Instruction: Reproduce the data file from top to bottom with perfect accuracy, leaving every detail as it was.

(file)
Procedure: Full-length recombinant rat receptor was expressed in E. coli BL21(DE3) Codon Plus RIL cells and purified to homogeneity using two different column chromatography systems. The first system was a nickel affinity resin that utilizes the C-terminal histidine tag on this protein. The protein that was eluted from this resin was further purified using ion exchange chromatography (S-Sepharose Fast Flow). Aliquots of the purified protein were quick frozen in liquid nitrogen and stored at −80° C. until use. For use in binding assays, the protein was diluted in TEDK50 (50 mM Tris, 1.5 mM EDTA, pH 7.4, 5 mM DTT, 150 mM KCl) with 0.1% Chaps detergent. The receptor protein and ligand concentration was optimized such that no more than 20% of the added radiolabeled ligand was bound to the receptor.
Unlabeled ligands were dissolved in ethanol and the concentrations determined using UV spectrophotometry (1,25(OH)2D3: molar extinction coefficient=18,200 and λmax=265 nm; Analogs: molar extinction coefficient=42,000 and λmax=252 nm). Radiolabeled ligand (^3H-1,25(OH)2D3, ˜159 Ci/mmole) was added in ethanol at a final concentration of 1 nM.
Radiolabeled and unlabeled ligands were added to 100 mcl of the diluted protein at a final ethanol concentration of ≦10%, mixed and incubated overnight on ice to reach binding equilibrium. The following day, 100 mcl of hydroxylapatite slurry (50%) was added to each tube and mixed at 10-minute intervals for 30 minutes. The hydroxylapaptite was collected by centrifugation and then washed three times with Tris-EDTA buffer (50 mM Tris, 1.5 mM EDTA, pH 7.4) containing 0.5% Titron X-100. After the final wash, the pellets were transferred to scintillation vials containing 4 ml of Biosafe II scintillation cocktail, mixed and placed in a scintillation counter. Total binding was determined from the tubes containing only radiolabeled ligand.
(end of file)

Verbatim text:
Procedure: Full-length recombinant rat receptor was expressed in E. coli BL21(DE3) Codon Plus RIL cells and purified to homogeneity using two different column chromatography systems. The first system was a nickel affinity resin that utilizes the C-terminal histidine tag on this protein. The protein that was eluted from this resin was further purified using ion exchange chromatography (S-Sepharose Fast Flow). Aliquots of the purified protein were quick frozen in liquid nitrogen and stored at −80° C. until use. For use in binding assays, the protein was diluted in TEDK50 (50 mM Tris, 1.5 mM EDTA, pH 7.4, 5 mM DTT, 150 mM KCl) with 0.1% Chaps detergent. The receptor protein and ligand concentration was optimized such that no more than 20% of the added radiolabeled ligand was bound to the receptor.
Unlabeled ligands were dissolved in ethanol and the concentrations determined using UV spectrophotometry (1,25(OH)2D3: molar extinction coefficient=18,200 and λmax=265 nm; Analogs: molar extinction coefficient=42,000 and λmax=252 nm). Radiolabeled ligand (^3H-1,25(OH)2D3, ˜159 Ci/mmole) was added in ethanol at a final concentration of 1 nM.
Radiolabeled and unlabeled ligands were added to 100 mcl of the diluted protein at a final ethanol concentration of ≦10%, mixed and incubated overnight on ice to reach binding equilibrium. The following day, 100 mcl of hydroxylapatite slurry (50%) was added to each tube and mixed at 10-minute intervals for 30 minutes. The hydroxylapaptite was collected by centrifugation and then washed three times with Tris-EDTA buffer (50 mM Tris, 1.5 mM EDTA, pH 7.4) containing 0.5% Titron X-100. After the final wash, the pellets were transferred to scintillation vials containing 4 ml of Biosafe II scintillation cocktail, mixed and placed in a scintillation counter. Total binding was determined from the tubes containing only radiolabeled ligand.